Single-Phase Transformer Wiring

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    MicroTraxx
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    I really don’t know what I am doing. The following is based on searching the internet and talking to those that have worked the industry. The problem is that I am trying to translate this to a model. Just how successful I am at that is up to discussion.

    Click the images for a larger version

     

    Single-phase transformer to 7200V primary with 120/240V secondary
    4Fig_4-1Single-phase transformer connected to 7200V primary and neutral (connected to H2) with three-wire 120/240V secondary.

    The neutral can be below the transformer or in some areas with lots of lightening above the primary to act as a lightening arrestor.

     

    Single-phase transformer to 7200V primary with 120/240V secondary
    Fig_4-2Single-phase transformer with one bushing that connects to one single-phase primary 7200V.

    Center tap grounded to earth ground. Provedes three-wire 120/240V to the system

     

    Single-phase transformer to a three- phase 2,400-volt three-wire ungrounded delta primary voltage system
    Fig_4-16Single-phase distribution transformers are manufactured with one or two primary bushings.

    The single-primary-bushing transformers can be used only on grounded wye systems if they are properly connected.

    Figure 4-16 schematically shows the connections of a single-phase transformer to a three- phase 2,400-volt three-wire ungrounded delta primary voltage system to obtain l20-volt single-phase two-wire secondary service.

    The connections for similar systems operating at other primary distribution voltages such as 4,800, 7,200. 13,200, and 34,400 would be identical.

    Single-phase transformer to a three-phase three-wire ungrounded delta primary voltage system to obtain120/240-volt single-phase three-wire service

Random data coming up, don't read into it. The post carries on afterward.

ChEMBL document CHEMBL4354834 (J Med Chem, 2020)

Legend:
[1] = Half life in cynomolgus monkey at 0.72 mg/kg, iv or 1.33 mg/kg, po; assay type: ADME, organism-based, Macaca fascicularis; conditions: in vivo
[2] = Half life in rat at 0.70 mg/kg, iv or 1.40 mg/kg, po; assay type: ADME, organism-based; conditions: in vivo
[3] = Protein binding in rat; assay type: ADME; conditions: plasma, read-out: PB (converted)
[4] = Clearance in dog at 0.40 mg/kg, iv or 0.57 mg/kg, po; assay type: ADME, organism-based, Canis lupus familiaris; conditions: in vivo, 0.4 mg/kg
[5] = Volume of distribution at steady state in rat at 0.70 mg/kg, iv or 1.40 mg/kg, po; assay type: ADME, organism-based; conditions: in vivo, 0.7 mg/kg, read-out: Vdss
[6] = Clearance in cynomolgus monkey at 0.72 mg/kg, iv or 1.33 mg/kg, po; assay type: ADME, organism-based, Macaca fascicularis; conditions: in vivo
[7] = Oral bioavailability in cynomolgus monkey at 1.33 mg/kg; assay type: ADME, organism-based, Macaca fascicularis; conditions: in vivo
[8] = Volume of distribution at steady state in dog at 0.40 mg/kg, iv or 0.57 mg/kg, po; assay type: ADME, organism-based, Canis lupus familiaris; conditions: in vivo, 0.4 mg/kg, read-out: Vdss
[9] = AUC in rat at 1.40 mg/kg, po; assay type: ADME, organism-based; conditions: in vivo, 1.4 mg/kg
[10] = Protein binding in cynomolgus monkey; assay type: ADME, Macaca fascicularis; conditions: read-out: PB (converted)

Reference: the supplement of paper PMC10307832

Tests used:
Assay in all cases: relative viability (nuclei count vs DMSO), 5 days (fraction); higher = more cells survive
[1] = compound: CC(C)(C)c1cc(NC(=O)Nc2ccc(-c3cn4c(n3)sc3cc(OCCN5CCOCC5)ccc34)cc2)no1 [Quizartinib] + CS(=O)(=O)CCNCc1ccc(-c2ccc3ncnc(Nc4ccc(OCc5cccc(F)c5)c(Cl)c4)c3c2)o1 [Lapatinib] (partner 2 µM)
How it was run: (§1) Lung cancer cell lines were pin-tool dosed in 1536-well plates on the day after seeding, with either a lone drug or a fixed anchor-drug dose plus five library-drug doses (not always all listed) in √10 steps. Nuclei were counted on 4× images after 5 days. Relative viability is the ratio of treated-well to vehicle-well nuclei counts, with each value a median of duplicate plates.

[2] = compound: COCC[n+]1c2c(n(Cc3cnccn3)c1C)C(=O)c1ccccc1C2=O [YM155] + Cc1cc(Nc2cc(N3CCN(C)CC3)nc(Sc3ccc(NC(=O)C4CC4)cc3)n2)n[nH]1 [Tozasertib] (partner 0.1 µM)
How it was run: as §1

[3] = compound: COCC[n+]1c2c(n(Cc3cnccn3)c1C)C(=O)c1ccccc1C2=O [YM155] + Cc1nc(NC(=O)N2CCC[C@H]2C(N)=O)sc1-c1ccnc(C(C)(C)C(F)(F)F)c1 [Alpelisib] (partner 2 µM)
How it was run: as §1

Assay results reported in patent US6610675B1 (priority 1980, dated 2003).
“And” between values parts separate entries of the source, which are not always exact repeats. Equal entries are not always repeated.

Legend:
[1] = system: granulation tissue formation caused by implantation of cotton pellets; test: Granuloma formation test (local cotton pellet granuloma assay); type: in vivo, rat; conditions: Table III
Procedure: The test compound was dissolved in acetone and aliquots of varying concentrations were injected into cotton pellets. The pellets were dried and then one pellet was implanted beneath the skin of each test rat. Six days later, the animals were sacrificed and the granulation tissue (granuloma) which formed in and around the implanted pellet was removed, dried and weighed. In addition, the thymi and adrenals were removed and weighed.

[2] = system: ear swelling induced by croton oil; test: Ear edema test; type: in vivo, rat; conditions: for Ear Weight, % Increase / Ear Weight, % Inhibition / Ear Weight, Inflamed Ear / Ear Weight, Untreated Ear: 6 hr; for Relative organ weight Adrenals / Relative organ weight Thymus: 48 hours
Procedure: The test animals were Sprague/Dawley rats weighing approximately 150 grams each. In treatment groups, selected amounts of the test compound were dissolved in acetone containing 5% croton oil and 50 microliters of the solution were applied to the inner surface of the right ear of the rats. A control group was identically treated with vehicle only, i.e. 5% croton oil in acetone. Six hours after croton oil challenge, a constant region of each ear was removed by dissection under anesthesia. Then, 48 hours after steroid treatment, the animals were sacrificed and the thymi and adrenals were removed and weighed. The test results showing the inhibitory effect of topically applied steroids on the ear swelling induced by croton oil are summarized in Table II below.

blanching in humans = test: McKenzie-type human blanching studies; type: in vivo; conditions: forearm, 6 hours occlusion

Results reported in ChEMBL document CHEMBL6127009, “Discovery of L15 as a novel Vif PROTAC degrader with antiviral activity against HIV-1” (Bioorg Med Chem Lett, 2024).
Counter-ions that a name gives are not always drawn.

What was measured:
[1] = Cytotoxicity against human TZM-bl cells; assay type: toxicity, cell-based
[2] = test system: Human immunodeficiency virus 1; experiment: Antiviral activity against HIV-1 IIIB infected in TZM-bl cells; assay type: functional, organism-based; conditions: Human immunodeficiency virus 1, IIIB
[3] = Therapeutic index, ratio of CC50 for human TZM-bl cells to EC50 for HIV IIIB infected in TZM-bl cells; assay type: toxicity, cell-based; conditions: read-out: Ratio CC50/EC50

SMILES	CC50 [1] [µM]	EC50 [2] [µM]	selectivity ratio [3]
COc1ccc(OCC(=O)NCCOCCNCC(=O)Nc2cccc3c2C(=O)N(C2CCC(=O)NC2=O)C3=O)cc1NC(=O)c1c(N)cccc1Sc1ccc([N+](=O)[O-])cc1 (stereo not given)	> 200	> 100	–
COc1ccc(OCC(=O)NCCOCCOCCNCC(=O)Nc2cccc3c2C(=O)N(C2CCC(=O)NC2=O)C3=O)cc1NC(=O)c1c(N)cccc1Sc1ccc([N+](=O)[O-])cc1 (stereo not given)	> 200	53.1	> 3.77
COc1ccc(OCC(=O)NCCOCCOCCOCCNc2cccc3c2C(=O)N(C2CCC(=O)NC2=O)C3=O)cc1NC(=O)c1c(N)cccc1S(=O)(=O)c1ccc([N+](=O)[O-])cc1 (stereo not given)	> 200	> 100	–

Fig_4-17Figure 4-17 shows the proper connections for a single-phase transformer to a three-phase three-wire ungrounded delta primary voltage system to obtain 120/240-volt single-phase three-wire service.

    Normally the wire connected to the center low-voltage bushing will be connected to ground. Grounding the wire connecting to the center bushing limits thevoltage above ground to 120 volts, even though the wires connecting to the outside secondary bushings have 240 volts between them.

    Single-phase distribution transformer connections to a three-phase four-wire wye grounded neutral primary system rated 4,160Y/2,400 volts to obtain 120/240-volt single-phase secondary service
    Fig_4-18Figure 4-18 schematically shows the single-phase distribution transformer connections to a three-phase four-wire wye grounded neutral primary system rated 4,160Y/2,400 volts to obtain 120/240-volt single-phase secondary service.

    The three-phase four-wire wye grounded neutral system has voltage between phases equal to the phase or line to neutral voltage multiplied by 1.73.

    In figure 4-18, the primary system line to neutral voltage is 2,400 vots, and the voltage between phases is 1.73 times 2,400, or 4,160 volts.

    This system is designated as a 4,160Y/2,400-volt system. Other standard three-phase four-wire wye grounded neutral primary system voltages are 8,320Y/4,800, 12,470Y/7,200, 13,200Y/7,620, and 13,800Y/7,970.

    Three single-phase distribution transformers connected to a three-phase three-wire ungrounded delta primary-voltage system to obtain three-phase three-wire delta secondary service
    Fig_4-21Figure 4-21 shows the proper connections for three single-phase distribution transformers connected to a three-phase three-wire ungrounded delta primary-voltage system to obtain three-phase three-wire delta secondary service.

    The illustration is for a 2,400-volt primary system and voltages would be connected the same. Single-phase transformers with secondary windings constructed for voltage of 240/480 should be used to obtain 480-volt three-phase secondary service.

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